Back to his best with the gloves after an unusually sloppy series in the West Indies, Foakes made his mark with the bat as well. Root took the headlines at Lord’s but Foakes was there with him to help get the side to their target and backed up that encouraging knock with a well-made half-century in the second Test – and was there again at the end in the chase. He will hope to recover from the bout of Covid-19 that saw him withdrawn midway through the series finale in time to retake his place against India.
Jamie Overton – 7
97 runs @ 97; two wickets @ 73.00, BBI 1-61
Brought in to debut in the last Test of the series, no one expected that it would be Overton’s batting that most caught the eye. He played brilliantly in an England record 241-run stand for the seventh wicket and fell agonisingly short of the century that those inside Headingley were willing him to reach. With the ball, it was more of a mixed bag with an understandable nervy spell on the first morning before a more solid showing from there on in.
Matthew Potts – 8
14 wickets @ 23.28, BBI 4-13
A raft of injuries to England’s seam bowlers gave Potts his chance and it is hard to see what more he could have done across the series. A dream debut at Lord’s saw him claim Kane Williamson as his first Test wicket – and he dismissed him twice more before the series was done – and he has not looked back. The 23-year-old Durham pacer was arguably the pick of the England bowlers in Leeds and the skill, consistency and intelligence with which he bowled across the three matches should be enough to excite fans going forward.
Stuart Broad – 7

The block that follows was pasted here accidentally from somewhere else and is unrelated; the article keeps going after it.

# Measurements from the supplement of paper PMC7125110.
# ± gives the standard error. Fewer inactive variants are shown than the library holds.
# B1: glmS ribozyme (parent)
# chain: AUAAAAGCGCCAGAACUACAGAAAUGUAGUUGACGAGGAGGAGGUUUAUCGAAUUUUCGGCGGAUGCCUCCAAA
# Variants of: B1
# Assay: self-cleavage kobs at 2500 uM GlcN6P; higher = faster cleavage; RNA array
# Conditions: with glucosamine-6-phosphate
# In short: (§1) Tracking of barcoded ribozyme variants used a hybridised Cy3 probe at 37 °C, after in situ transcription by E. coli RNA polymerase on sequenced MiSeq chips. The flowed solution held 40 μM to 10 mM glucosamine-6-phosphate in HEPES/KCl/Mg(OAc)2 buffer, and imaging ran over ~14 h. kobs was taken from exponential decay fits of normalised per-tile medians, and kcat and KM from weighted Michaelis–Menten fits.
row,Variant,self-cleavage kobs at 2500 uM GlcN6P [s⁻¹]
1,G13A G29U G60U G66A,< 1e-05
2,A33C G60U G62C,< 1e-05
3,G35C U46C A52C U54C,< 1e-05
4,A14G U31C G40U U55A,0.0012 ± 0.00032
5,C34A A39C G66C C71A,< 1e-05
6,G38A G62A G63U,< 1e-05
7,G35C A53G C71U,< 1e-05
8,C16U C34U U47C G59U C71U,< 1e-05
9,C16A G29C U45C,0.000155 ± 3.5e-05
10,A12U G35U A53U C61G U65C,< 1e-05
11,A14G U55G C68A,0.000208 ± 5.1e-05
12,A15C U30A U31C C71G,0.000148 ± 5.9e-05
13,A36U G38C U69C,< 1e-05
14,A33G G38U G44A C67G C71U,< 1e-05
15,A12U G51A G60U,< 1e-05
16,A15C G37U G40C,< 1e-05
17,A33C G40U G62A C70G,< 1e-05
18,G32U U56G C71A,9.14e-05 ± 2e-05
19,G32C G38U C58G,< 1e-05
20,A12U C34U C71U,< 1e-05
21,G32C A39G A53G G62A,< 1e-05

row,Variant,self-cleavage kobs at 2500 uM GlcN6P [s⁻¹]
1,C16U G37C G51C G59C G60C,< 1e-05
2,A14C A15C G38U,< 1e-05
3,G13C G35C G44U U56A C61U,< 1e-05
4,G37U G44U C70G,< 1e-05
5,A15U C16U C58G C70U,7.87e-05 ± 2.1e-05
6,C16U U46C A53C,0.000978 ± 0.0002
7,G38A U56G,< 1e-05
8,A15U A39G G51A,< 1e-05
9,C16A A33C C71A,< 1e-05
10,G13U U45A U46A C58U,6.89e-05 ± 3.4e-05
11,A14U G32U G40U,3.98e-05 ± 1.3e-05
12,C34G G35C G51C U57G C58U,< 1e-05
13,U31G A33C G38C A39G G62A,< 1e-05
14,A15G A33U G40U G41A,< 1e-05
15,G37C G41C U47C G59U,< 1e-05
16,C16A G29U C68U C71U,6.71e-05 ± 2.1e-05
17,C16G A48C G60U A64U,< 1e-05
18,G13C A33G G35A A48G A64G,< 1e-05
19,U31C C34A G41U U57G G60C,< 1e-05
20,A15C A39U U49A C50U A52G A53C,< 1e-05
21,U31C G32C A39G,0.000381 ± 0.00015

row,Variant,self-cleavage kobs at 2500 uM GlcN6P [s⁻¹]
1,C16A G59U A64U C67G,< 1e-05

12 wickets @ 35.35, BBI 3-62
England’s second most prolific wicket-taker of all-time turned 36 during the last Test but is still going strong. The magic, game-altering spells are still there as shown on the fourth day at Lord’s when he dismissed Daryl Mitchell and Kyle Jamieson in the same over, with Colin de Grandhomme run out in between, to bring the hosts back into the game. Broad is now just one shy of 550 Test wickets and showed at Headingley that he remains great value with the bat, too.
James Anderson – 8
11 wickets @ 18.63, BBI 4-66
Is it possible for someone to be 19 years into their Test career and still getting better? With 651 Test scalps and counting, Anderson is doing everything he can to prove just that. A master of his craft, he got the series off to a flyer with a fabulous new-ball burst and ends the series with the best average of any bowler involved. A minor ankle injury ruled him out in Leeds, a gentle reminder that he can’t go on forever. He will be 40 before the summer is out – enjoy him while you can!
Jack Leach – 7
13 wickets @ 30.15, two five-wicket hauls, BBI 5-66
Concussed early in the first Test and largely ineffectual in the second, Leach came to the party in Leeds, on a ground with which he will always be intrinsically linked. A wicket with his first ball after being given an early bowl will have done wonders for him, as will the confidence of his captain, who gave him 30 overs on day one. He was rewarded with a first home five-for and backed it up with another in the second innings to claim a maiden 10-wicket match haul in Tests. After a tough couple of years, Leach and England will hope this is the start of a more productive period for him.
Matt Parkinson – 6
One wicket @ 47, BBI 1-47
Drafted in as a concussion sub for Leach, the Lancashire leg-spinner had little time to prepare for his Test debut but acquitted himself well without wowing. New Zealand were keen to try and get after him but he held his nerve on pitch offering precious little for the spinners. A first Test wicket under his belt, Leach’s wickets this week might mean he has to wait a while for the next one but Parkinson did well enough to keep himself in contention as and when England are looking at their other spin options.
Sam Billings – N/A
Called up as a Covid-19 replacement for Foakes at Headingley, it was a whistle-stop visit for Billings. He kept wicket for a couple of session and wasn’t required with the bat.
Watch day one of the rescheduled fifth LV= Insurance Test between England and India, at Edgbaston, live on Sky Sports Cricket with coverage starting at 9.30am and play getting under way at 10.30am, on Friday.